Improving Patient Safety: Updates on Oral and Maxillofacial Surgery

In a recent blog post I discussed how a few new videos have appeared in recent months related to oral and maxillofacial surgery Videos Related to Oral and Maxillofacial Surgery. The American Association of Oral and Maxillofacial Surgeons (AAOMS) has also updated several sections of their website in the last year or so. They now have a section titled Orthodontics and Oral Surgery where they have videos related to showcasing various techniques that oral and maxillofacial surgeons and orthodontists perform. In addition they have updated and written a new page titled “Culture of Safety“. The page is a welcome addition and discusses how safety is the number one priority in the oral and maxillofacial surgery office.

Now I wanted to take a moment to respond to this page and some other developments I have seen lately across the blogosphere.

1) The first point to address relates to the issue of safety versus appropriate treatment. Much of the of the motivation for my website was based on the fact that it was never discussed to me back in 2006 that no scientific evidence supported or refuted third molar extraction. In addition, many of the complications that can occur from wisdom teeth extraction were conveniently not mentioned. Furthermore, AAOMS was actively promoting the extraction of healthy wisdom teeth. AAOMS in September, 2007, placed a 4-page advertisement supplement in USA Today urging the extraction of wisdom teeth without mentioning any possible risks and complications that could occur from their removal. In 2010, they held a third molar conference with the intent of the press conference to provide media with a chance to write articles and perhaps discuss on a TV news segment the potential problems with leaving healthy impacted wisdom teeth in hence why they should be removed. (see Third Molar Multidisciplinary Press Conference, Multidisciplinary Conference on Third Molars (Wisdom Teeth) , and  Wisdom Teeth Removal Controversy)  It is only recently in late 2011, that AAOMS reversed course (see Advocacy White Paper on Third Molar Surgery by AAOMS )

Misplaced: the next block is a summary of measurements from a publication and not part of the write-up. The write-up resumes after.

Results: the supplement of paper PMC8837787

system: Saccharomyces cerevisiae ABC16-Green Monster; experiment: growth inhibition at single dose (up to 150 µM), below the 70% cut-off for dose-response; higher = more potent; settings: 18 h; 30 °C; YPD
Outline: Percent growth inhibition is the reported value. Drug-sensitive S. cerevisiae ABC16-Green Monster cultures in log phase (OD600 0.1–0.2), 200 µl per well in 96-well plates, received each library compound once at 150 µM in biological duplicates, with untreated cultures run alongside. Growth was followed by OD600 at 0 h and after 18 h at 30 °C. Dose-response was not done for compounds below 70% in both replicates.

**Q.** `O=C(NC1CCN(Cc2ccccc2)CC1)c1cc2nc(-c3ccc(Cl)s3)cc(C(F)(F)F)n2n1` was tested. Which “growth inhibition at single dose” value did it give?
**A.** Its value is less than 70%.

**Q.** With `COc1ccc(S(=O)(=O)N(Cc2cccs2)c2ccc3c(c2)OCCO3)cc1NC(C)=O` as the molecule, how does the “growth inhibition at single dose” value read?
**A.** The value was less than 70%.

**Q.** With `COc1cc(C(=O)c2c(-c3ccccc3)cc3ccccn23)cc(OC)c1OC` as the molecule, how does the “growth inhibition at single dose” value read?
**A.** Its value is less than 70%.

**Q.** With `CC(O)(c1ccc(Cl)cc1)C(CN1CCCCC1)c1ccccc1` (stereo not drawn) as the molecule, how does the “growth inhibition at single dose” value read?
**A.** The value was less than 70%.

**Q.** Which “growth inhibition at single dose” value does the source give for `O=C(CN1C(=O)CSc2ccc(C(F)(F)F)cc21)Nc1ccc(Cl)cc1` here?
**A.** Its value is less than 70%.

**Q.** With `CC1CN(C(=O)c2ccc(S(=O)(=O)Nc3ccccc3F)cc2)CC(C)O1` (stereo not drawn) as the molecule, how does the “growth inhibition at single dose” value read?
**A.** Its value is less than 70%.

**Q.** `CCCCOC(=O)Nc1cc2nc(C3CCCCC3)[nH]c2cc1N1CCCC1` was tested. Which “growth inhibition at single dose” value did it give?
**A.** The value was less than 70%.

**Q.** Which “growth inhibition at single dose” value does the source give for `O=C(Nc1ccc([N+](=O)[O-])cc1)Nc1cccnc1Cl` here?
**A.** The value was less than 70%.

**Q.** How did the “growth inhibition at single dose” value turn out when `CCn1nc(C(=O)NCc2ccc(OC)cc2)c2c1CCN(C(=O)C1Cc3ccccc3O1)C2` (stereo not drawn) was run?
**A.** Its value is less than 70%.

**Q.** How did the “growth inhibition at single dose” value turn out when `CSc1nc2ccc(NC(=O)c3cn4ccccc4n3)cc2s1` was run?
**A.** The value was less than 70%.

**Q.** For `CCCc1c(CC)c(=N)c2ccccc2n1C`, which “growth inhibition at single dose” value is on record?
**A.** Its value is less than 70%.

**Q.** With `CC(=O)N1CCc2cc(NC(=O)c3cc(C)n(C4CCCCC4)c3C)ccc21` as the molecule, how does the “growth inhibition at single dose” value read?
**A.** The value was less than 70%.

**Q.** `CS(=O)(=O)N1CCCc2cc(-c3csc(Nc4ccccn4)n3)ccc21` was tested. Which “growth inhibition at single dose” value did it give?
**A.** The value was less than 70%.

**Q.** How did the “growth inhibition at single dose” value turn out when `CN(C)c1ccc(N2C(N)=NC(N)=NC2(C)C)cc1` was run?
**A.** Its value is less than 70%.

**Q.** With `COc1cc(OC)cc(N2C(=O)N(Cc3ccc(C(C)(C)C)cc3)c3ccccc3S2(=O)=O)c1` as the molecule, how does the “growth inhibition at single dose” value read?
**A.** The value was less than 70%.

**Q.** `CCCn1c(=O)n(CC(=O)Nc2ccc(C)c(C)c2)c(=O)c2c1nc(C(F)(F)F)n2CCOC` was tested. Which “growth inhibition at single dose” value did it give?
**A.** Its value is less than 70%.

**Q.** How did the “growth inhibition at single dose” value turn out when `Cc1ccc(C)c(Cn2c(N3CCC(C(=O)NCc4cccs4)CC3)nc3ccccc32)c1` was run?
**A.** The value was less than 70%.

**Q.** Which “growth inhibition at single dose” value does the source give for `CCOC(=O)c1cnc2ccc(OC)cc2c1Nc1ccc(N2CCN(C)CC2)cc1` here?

Hence, my one of my motivations was to get people to question whether or not removing healthy impacted wisdom teeth is the correct treatment choice or not. AAOMS seemed to be promoting a strategy of having most wisdom teeth extracted and not mentioning any scientific evidence to patients and failing to disclose many of the risks, so I was frustrated. In order to help to get people to think about risks and benefits of third molar surgery I looked a numerous articles and lawsuits to find some data. This is discussed on the complication, death, and lawsuit pages in most detail.

Now in my mind the idea of safety and the idea of appropriateness of treatment are two separate distinct issues.

2) The second point to address is on the culture of safety discussed to occur in AAOMS offices. The webpage states

“While the culture acknowledges that as human beings, we are all capable of making mistakes, it further holds that we are capable of recognizing our errors and identifying ways to prevent them from happening again.”